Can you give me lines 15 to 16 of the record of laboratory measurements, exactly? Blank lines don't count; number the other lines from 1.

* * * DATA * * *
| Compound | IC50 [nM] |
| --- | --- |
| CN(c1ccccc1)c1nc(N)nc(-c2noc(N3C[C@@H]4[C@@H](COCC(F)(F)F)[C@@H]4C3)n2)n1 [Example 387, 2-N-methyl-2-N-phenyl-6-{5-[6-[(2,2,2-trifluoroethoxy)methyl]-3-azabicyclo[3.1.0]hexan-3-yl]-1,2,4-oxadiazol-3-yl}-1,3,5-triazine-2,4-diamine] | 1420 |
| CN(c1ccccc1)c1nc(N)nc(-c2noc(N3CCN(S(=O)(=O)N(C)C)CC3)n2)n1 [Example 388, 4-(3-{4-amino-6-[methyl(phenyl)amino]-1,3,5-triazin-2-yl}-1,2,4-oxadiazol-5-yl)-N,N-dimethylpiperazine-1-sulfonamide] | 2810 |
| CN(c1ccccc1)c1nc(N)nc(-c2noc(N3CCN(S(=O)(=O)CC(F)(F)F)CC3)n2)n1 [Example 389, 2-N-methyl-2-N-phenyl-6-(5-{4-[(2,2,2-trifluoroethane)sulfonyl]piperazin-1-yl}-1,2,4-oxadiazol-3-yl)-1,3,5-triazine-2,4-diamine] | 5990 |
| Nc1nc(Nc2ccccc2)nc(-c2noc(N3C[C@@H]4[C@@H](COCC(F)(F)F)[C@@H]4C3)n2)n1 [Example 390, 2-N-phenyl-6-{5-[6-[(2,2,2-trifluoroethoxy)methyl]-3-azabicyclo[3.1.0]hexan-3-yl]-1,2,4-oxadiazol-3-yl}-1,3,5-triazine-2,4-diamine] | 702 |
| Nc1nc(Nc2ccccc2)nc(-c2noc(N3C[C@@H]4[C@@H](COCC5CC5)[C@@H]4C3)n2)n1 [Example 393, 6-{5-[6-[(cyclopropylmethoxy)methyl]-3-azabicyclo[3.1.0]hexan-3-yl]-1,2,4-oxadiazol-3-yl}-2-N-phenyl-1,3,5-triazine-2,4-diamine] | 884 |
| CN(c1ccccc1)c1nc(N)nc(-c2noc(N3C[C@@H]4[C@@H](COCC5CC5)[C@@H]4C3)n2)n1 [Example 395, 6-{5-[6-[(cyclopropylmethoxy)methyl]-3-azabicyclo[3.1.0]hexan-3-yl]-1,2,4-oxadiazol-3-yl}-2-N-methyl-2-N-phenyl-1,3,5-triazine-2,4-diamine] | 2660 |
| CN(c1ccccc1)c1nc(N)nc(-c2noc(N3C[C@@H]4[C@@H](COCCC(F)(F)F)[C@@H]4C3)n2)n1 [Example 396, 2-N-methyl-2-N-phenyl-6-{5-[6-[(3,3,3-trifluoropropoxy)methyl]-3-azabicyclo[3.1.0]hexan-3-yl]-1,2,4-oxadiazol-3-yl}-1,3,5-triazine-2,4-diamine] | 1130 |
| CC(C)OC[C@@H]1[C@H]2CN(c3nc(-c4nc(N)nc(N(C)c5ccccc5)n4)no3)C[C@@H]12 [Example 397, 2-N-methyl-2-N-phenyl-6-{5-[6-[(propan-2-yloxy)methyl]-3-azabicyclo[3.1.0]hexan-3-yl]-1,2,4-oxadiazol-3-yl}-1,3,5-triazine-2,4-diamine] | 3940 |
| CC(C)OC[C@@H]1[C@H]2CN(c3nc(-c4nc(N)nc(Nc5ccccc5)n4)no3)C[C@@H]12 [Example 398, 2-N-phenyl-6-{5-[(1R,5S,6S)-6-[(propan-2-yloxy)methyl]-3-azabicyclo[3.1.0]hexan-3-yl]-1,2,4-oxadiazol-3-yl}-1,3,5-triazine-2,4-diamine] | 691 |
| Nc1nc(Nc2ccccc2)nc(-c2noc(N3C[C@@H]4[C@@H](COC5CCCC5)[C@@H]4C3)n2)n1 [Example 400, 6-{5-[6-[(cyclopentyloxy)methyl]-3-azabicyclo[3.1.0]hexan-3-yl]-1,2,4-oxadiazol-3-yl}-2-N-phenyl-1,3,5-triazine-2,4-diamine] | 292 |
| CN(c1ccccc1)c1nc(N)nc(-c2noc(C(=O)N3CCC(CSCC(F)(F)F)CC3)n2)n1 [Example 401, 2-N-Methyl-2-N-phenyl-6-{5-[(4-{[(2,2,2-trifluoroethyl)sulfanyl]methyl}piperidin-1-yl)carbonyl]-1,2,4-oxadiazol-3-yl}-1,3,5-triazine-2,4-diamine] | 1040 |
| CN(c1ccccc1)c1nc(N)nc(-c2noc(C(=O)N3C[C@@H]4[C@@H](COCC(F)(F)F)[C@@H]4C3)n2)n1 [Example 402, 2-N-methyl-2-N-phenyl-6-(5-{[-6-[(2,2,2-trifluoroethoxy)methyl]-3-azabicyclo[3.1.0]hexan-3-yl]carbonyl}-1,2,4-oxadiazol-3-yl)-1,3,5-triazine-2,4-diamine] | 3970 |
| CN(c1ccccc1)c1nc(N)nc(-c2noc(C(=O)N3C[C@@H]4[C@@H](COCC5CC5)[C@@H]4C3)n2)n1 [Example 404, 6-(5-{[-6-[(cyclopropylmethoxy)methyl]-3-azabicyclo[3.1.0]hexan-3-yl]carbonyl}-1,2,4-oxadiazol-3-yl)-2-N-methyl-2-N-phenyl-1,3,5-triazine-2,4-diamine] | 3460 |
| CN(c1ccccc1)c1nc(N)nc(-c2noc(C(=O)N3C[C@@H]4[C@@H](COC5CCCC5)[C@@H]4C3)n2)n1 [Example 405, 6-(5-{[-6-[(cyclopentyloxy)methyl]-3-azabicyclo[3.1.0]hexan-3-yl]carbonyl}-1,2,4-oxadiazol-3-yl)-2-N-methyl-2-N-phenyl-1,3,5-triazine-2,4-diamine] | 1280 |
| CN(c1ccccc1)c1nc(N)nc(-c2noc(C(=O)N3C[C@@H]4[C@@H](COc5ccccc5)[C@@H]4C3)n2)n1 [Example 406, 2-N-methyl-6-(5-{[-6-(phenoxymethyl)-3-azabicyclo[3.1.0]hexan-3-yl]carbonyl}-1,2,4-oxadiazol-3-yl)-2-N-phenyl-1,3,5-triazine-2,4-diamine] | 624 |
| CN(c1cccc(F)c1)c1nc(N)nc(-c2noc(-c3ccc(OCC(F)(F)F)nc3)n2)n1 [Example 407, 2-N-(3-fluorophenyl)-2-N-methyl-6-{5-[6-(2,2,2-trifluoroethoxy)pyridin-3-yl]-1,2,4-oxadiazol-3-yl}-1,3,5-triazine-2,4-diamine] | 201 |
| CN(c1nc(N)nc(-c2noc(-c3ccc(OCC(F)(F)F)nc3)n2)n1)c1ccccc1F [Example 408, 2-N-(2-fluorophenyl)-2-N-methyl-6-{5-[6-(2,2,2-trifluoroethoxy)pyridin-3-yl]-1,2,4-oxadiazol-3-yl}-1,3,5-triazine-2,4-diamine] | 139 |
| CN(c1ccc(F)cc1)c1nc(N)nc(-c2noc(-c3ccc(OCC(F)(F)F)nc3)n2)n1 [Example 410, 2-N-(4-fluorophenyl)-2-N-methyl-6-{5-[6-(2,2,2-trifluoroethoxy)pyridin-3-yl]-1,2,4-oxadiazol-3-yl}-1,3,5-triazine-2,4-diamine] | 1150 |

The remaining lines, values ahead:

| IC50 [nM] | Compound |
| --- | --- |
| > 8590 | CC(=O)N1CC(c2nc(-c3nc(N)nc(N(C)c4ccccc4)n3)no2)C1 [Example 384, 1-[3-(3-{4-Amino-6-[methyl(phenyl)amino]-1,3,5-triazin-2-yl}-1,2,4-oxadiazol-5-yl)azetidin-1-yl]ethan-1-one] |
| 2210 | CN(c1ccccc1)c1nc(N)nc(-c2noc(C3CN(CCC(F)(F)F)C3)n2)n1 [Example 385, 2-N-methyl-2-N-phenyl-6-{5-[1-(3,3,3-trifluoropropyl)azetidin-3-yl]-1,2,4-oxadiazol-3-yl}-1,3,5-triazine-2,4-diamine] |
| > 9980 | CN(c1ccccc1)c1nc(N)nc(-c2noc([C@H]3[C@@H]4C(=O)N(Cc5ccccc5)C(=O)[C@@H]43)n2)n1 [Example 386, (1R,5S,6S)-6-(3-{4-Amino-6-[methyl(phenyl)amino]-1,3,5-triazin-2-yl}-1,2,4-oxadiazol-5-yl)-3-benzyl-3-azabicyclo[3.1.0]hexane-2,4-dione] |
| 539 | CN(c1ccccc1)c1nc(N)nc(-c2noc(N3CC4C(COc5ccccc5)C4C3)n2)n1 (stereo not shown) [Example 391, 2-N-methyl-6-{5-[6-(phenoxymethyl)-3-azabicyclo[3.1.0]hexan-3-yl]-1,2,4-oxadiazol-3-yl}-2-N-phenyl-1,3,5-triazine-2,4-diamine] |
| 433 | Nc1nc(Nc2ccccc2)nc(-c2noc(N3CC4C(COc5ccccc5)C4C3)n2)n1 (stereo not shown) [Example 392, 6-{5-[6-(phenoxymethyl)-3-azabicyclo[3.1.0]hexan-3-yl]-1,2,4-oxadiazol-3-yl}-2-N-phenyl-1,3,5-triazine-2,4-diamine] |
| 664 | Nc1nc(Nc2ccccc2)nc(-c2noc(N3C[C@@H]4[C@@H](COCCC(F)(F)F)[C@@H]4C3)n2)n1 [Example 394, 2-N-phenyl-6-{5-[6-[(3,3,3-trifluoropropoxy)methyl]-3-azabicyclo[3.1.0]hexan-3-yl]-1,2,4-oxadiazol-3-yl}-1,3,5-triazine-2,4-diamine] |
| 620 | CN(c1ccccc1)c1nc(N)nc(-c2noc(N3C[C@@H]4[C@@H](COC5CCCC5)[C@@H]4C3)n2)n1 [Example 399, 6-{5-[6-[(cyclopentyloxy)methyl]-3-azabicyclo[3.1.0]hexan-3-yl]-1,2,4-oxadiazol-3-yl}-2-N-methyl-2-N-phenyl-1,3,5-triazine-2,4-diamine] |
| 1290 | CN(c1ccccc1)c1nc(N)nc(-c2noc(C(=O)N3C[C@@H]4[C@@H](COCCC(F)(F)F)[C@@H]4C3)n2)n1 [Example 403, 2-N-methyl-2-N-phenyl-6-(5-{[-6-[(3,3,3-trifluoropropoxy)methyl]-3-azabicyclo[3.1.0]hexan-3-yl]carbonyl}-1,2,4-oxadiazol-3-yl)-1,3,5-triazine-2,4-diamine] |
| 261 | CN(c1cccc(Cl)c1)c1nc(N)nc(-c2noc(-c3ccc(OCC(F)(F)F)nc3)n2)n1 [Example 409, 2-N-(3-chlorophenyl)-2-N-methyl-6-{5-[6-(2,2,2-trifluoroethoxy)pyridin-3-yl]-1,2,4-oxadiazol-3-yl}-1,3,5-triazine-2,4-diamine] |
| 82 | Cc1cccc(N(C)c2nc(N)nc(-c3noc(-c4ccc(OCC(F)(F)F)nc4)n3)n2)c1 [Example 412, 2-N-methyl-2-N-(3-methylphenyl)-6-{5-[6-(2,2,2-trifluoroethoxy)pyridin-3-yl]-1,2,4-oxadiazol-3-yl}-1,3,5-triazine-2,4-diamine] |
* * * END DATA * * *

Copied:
| CN(c1ccccc1)c1nc(N)nc(-c2noc(C(=O)N3C[C@@H]4[C@@H](COCC5CC5)[C@@H]4C3)n2)n1 [Example 404, 6-(5-{[-6-[(cyclopropylmethoxy)methyl]-3-azabicyclo[3.1.0]hexan-3-yl]carbonyl}-1,2,4-oxadiazol-3-yl)-2-N-methyl-2-N-phenyl-1,3,5-triazine-2,4-diamine] | 3460 |
| CN(c1ccccc1)c1nc(N)nc(-c2noc(C(=O)N3C[C@@H]4[C@@H](COC5CCCC5)[C@@H]4C3)n2)n1 [Example 405, 6-(5-{[-6-[(cyclopentyloxy)methyl]-3-azabicyclo[3.1.0]hexan-3-yl]carbonyl}-1,2,4-oxadiazol-3-yl)-2-N-methyl-2-N-phenyl-1,3,5-triazine-2,4-diamine] | 1280 |